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Dry Van Drivers
When you first get started in the trucking industry, it’s likely that you’ll start out as a dry van driver. Dry van drivers transport the large single trailer vehicles you see that are filled with dry goods and non-perishable items. In most cases, these jobs do not require drivers to unload their trucks themselves, although of course this varies from employer to employer.
Flat Bed Drivers
Flat bed trucks sit a bit differently than trailers, and the goods must also be secured in different ways. Since you have to know what you’re transporting very well and be educated in tying down goods, this job often comes with a higher pay level. While driving a flat bed truck, you may transport vehicles, odd-shaped items, military vehicles, and oversize freight.
Tanker drivers are often in high demand throughout the truck driving industry. Transporting liquids is fairly difficult, and those who are in charge of a tanker truck must be ready to act fast in case of an emergency. This type of job may involve transporting hazardous or non-hazardous liquids, depending on the needs of your trucking company or client.
Refrigerated Freight Drivers
Many of the goods that are transported via truck must be kept at a specific temperature. This includes medical goods, food, body products or parts, and meat. Professionals that transport refrigerated freight, also known as reefer drivers, must know how to set the truck temperature, check it on a regular basis, and properly store items for optimal refrigeration and temperature maintenance. Again, since this job comes with more responsibility, it often comes with more pay.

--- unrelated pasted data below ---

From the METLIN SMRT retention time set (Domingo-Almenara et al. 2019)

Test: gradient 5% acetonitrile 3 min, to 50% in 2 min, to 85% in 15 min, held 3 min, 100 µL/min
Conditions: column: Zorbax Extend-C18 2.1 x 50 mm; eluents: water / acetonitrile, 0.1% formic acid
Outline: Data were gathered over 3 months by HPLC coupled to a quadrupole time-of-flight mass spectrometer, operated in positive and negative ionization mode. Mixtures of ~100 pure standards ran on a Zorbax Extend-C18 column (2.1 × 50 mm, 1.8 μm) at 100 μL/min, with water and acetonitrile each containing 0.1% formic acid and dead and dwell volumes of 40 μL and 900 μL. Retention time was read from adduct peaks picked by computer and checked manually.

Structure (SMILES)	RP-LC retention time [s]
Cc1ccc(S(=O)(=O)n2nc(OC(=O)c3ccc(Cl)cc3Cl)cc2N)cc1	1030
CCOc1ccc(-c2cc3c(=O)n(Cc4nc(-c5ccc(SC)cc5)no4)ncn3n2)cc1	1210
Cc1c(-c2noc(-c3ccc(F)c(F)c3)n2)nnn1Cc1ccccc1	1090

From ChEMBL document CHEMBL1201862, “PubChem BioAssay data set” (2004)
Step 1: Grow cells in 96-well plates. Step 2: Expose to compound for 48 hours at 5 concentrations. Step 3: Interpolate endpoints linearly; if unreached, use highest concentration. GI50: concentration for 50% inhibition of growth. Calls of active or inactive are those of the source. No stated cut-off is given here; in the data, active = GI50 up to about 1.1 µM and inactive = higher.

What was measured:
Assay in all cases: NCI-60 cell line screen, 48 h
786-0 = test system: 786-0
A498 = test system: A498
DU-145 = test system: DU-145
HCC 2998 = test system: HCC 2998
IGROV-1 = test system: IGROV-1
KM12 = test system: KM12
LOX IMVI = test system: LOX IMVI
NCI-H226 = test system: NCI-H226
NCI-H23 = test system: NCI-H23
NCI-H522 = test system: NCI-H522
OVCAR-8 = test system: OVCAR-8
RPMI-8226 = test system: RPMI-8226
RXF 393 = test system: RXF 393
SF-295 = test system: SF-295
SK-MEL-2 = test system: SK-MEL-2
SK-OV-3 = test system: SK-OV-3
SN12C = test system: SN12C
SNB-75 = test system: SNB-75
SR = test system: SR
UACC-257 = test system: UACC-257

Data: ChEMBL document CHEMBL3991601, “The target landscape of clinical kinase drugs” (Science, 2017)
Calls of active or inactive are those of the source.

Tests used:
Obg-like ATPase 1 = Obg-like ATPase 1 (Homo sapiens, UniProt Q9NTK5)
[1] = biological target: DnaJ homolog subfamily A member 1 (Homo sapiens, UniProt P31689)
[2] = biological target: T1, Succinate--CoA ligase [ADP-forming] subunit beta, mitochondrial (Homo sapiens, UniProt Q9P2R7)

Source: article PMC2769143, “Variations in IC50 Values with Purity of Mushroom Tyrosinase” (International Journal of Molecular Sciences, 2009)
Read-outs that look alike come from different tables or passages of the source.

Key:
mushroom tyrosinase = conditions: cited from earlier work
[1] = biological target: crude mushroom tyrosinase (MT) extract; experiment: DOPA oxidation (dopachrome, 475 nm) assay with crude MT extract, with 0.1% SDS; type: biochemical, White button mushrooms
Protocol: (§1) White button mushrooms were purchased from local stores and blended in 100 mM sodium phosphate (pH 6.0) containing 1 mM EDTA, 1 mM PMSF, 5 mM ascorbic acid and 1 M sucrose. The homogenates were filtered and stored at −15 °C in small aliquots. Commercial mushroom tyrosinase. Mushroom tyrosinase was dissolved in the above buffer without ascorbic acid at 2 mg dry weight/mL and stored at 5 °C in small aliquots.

Freight haulers transport any type of goods that are not covered under dry van transportation. This job title simply refers to the fact that you are expected to transport oversized, liquid, or hazardous goods as part of your job.
LTL Freight Drivers
LTL stands for “less than truckload.” This means that LTL drivers transport smaller shipments. They may drive shorter distances and make several stops throughout the course of a day. Typically, LTL drivers must unload their own trucks.
These job titles refer to how far you drive as part of your job. Local driving requires you to stay in or near your city, while a regional job may involve driving around your state. OTR drivers may drive anywhere in the country.
There are many types of truck drivers. Over the course of your career, you may hold many different job titles and responsibilities. Learn more about truck driving schools near you, where you can learn more about different types of jobs and find out which ones are right for you.
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